Tehran, the pounding heart of the Islamic Republic of Iran, is not a top travelling destination due to many circumstances. Some of those are totally political but there are some that have to do with stereotypes. Whenever I mention being in Iran I get agitated questions: You went where, Iraq? Is it safe? Is it clean? Is it civilized?
And I can’t explain enough how rich and different my experience of the country was. While a cab was taking me away from the airport, I was staring through the window: gleaming domes, greenish back light of mosques, neat shop signs in ‘dancing’ Arabic script. As every other megapolis the city was still bursting with life when the sun went down– busy highways, crowded streets with people going out, running their errands. So apparently this is how it goes in the center of Axis of evil.
Celebrating being Shah-free
Arriving into a country at times of major celebrations is always an exciting coincidence. I can’t tell if I had a stroke of good luck to visit Iran when it marked an important period in its history – 30 year anniversary of Islamic revolution. The revolution occurred in February 1979 – the Iranian people tired of westernisation and foreign influences encouraged by Shah chose Imam Khomeini as their leader and spiritual guide and toppled down the Pahlavi monarchy.
You could feel the solemn atmosphere of the holiday in the air. The national hero and country savior Imam Khomeini frowned down at you from almost every corner. His portraits frequently accompanied by straightforward messages such as ‘the tyrant was overthrown’ and ‘Israel must be wiped out from the earth’, these were the main street decoration. It´s impossible to miss the significance of Imam Khomeini in Iran- you will land in Imam Khomeini International Airport stroll down the streets and avenues that bear his name, more over you will carry his image with you in your wallet as his picture is printed on Iranian money (rials).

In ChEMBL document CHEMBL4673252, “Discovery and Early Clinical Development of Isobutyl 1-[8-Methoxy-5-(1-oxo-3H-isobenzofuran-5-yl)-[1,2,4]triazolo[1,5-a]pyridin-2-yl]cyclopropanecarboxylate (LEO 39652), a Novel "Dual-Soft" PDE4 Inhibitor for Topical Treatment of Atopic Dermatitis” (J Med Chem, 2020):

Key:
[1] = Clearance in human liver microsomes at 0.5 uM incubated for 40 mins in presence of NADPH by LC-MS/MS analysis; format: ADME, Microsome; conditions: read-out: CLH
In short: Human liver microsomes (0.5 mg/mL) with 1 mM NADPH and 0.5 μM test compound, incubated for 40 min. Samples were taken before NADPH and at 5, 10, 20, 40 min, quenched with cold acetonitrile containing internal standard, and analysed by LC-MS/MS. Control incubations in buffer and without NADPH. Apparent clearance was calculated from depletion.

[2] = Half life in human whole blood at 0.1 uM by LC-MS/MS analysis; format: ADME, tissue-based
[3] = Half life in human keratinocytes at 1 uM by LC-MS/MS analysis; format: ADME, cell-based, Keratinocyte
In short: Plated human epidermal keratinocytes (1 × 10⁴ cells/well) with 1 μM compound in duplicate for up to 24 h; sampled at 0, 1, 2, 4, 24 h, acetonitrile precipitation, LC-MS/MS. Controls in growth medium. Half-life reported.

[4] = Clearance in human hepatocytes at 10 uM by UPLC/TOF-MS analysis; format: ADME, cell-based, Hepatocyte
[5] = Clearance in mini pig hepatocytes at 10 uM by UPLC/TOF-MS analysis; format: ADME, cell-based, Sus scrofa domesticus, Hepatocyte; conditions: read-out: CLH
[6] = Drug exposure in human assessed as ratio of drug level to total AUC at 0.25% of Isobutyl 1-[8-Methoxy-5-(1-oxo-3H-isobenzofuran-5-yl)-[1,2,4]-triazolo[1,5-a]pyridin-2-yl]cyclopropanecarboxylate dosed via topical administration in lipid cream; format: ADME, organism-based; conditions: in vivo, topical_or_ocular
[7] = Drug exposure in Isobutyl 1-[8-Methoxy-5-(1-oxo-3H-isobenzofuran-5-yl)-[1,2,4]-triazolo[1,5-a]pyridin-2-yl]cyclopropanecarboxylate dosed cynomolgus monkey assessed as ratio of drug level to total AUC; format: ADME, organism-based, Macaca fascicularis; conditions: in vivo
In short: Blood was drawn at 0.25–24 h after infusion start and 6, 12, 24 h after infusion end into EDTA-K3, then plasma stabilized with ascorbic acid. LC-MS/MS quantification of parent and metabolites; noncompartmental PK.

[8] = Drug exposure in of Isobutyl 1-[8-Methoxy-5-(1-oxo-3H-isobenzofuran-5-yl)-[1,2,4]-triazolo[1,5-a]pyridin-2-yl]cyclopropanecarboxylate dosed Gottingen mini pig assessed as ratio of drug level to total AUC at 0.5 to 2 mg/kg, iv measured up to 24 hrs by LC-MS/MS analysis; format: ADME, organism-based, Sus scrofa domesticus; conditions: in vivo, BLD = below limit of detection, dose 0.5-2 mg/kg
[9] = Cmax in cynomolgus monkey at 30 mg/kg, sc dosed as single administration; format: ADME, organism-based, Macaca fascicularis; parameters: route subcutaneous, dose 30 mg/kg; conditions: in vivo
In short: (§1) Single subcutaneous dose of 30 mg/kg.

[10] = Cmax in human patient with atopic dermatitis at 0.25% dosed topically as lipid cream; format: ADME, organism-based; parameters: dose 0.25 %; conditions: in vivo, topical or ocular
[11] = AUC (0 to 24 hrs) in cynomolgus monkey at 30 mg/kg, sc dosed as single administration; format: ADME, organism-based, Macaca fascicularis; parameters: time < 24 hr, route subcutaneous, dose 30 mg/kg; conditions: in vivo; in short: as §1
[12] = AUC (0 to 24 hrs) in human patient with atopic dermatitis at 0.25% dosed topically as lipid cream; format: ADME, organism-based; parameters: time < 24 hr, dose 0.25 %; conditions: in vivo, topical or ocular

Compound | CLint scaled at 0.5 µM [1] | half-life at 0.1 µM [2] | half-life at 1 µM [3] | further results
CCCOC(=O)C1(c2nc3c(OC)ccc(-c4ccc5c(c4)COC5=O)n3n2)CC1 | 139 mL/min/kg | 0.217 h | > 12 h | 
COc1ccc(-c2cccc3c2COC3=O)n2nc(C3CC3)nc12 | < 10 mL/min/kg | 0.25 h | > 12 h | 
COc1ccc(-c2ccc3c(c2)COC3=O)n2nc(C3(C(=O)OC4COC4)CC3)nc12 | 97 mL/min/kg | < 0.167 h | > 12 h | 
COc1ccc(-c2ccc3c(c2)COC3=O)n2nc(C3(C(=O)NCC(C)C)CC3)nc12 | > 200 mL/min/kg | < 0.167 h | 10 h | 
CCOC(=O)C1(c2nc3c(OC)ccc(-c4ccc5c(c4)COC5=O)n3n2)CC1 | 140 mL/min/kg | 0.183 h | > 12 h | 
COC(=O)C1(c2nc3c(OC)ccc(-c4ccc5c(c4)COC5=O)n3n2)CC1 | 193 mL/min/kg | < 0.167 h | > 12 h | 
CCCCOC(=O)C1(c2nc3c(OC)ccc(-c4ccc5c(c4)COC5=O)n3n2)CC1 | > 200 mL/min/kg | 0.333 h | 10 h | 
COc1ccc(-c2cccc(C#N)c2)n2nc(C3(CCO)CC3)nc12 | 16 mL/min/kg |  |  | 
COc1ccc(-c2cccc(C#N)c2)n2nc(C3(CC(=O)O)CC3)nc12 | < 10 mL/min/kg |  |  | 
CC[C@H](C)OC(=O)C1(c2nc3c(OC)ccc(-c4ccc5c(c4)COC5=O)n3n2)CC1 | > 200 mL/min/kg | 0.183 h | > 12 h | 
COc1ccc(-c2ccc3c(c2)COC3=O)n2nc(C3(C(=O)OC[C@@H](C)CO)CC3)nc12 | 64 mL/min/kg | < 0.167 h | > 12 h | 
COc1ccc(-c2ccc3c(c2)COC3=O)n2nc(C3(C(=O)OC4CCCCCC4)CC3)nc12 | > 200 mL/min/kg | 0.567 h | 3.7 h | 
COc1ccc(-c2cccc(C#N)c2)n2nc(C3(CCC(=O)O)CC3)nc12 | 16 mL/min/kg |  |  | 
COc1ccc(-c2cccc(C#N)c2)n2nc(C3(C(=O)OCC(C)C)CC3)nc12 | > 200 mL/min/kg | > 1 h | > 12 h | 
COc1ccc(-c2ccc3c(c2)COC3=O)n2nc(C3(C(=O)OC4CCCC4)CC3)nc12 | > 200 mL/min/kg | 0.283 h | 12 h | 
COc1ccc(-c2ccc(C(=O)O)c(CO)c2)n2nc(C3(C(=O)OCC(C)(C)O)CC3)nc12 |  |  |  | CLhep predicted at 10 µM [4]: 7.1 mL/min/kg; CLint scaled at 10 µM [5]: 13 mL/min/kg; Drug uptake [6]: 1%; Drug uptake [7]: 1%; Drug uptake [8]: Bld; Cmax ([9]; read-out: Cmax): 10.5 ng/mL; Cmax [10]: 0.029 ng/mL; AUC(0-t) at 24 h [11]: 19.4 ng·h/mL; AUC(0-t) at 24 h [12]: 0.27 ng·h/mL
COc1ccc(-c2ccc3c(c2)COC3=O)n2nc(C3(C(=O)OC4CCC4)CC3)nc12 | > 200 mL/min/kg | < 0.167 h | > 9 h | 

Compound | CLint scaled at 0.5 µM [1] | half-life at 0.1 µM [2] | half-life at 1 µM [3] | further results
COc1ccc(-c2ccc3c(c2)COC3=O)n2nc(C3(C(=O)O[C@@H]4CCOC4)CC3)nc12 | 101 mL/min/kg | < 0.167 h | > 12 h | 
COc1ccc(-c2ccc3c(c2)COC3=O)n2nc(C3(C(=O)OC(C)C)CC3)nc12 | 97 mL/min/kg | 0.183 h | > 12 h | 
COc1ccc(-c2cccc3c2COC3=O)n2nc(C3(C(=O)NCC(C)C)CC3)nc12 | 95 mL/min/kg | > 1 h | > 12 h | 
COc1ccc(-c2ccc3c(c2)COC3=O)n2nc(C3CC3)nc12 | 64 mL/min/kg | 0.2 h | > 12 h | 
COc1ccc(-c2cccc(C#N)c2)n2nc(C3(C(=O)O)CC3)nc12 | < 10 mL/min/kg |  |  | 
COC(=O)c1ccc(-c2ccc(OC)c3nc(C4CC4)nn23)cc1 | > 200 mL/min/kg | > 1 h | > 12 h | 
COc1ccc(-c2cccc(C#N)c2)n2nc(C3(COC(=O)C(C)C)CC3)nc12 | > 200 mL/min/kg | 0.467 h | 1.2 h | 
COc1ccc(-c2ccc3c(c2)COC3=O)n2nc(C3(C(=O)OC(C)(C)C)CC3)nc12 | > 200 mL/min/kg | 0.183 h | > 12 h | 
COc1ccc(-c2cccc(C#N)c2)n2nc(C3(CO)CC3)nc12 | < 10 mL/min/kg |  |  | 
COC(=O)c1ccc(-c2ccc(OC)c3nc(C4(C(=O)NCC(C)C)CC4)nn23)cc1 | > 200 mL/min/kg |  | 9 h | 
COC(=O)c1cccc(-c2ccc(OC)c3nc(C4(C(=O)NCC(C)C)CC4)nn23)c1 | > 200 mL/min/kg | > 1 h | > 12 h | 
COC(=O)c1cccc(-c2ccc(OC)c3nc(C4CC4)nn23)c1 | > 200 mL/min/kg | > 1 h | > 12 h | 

There is no celebration without entertainment, right? To get a feel of the atmosphere I decided to go to the cinema. Fajr International Film Festival usually held at that time (each February) invited people to see movies about Revolutionary heroes and Iran-Iraqi war martyrs. The movie that I picked appeared to be sheer propaganda but don’t get me wrong, Fajr is a really respectable festival, Oscar-winning Farhadi’s ‘Separation’ was first to be screened at Fajr.
The 11th of February is the key occasion – the Islamic Revolution Victory Day: for 30 years people would gather in the main Azadi square, march with banners and chant somewhat terrifying slogans – crying out threats to Israel and the US.
When I told my Iranian friends I would go take part in it, their reaction was simple – ‘well, it might be interesting for a foreigner, but we’d rather sleep two extra hours’. Moving slowly in the midst of the crowd early in the morning next day I understood how it all made sense. The march turned out to be a quite tiresome experience.
The February of 2009 was also the time of Muslim holy month, Muharram, the first month of the Islamic calendar. The tenth day of Muharram, called Ashura, is the saddest period of mourning over the death of Imam Hossein, his family and companions.
Black cloth covered a lot of houses as the whole city wore an austere mask of grief. It seemed like the battle in Karbala that took place in 680A.D happened only yesterday. The people exchanged messages offering their condolences to one another, the local newspapers and magazines carried articles on this event, the television broadcasted TV series based on Imam Hossein’s life and the galleries displayed the samples of new graphic novels for kids about Imam Hossein’s martyrdom.
The entire nation would be completely devastated by sorrow on the 40th day of Imam Hossein’s death, named Arba’, which is a public holiday (more accurately to say day of rest). Don’t even attempt to switch on the TV that day – pretty much on every channel you would see the live stream from Karbala where thousands of pilgrims, men as well as women, are shedding their tears, lamenting.
An interesting thing to notice is that if we scan through the Iranian calendar we will come across many dates honouring the death of hazrats (saints) and shahids (martyrs) which perfectly fits into a phrase my friend once said to me: “We don’t celebrate, we bemoan”. But Iranians in their majority are in no way gloomy, stern and intimidating religious fanatics. I tend to think about this part of Iranian culture as a dark shroud covering up something beautiful and colourful. This shroud is the first thing a traveller might face but all you need to do is lift it up and explore.